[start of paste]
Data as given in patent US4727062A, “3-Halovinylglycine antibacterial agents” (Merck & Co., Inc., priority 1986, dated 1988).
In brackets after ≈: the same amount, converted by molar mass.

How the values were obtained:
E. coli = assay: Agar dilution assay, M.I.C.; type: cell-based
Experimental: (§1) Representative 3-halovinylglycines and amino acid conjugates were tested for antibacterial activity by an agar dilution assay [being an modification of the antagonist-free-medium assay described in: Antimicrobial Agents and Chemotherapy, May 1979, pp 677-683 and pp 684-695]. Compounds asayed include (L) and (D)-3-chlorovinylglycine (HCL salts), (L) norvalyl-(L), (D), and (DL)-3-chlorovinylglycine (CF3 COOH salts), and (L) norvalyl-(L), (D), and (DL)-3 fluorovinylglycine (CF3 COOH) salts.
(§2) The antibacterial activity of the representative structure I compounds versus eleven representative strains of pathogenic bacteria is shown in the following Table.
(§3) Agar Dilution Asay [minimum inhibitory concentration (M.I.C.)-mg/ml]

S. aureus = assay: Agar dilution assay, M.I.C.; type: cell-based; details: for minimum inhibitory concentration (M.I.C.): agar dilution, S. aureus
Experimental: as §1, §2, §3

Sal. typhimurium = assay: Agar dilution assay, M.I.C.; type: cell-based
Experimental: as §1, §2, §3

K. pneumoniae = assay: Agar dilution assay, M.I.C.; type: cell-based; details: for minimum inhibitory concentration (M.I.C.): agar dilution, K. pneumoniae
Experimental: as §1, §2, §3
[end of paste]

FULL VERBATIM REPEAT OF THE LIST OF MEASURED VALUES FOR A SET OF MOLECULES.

Data as given in patent US4727062A, “3-Halovinylglycine antibacterial agents” (Merck & Co., Inc., priority 1986, dated 1988).
In brackets after ≈: the same amount, converted by molar mass.

How the values were obtained:
E. coli = assay: Agar dilution assay, M.I.C.; type: cell-based
Experimental: (§1) Representative 3-halovinylglycines and amino acid conjugates were tested for antibacterial activity by an agar dilution assay [being an modification of the antagonist-free-medium assay described in: Antimicrobial Agents and Chemotherapy, May 1979, pp 677-683 and pp 684-695]. Compounds asayed include (L) and (D)-3-chlorovinylglycine (HCL salts), (L) norvalyl-(L), (D), and (DL)-3-chlorovinylglycine (CF3 COOH salts), and (L) norvalyl-(L), (D), and (DL)-3 fluorovinylglycine (CF3 COOH) salts.
(§2) The antibacterial activity of the representative structure I compounds versus eleven representative strains of pathogenic bacteria is shown in the following Table.
(§3) Agar Dilution Asay [minimum inhibitory concentration (M.I.C.)-mg/ml]

S. aureus = assay: Agar dilution assay, M.I.C.; type: cell-based; details: for minimum inhibitory concentration (M.I.C.): agar dilution, S. aureus
Experimental: as §1, §2, §3

Sal. typhimurium = assay: Agar dilution assay, M.I.C.; type: cell-based
Experimental: as §1, §2, §3

K. pneumoniae = assay: Agar dilution assay, M.I.C.; type: cell-based; details: for minimum inhibitory concentration (M.I.C.): agar dilution, K. pneumoniae
Experimental: as §1, §2, §3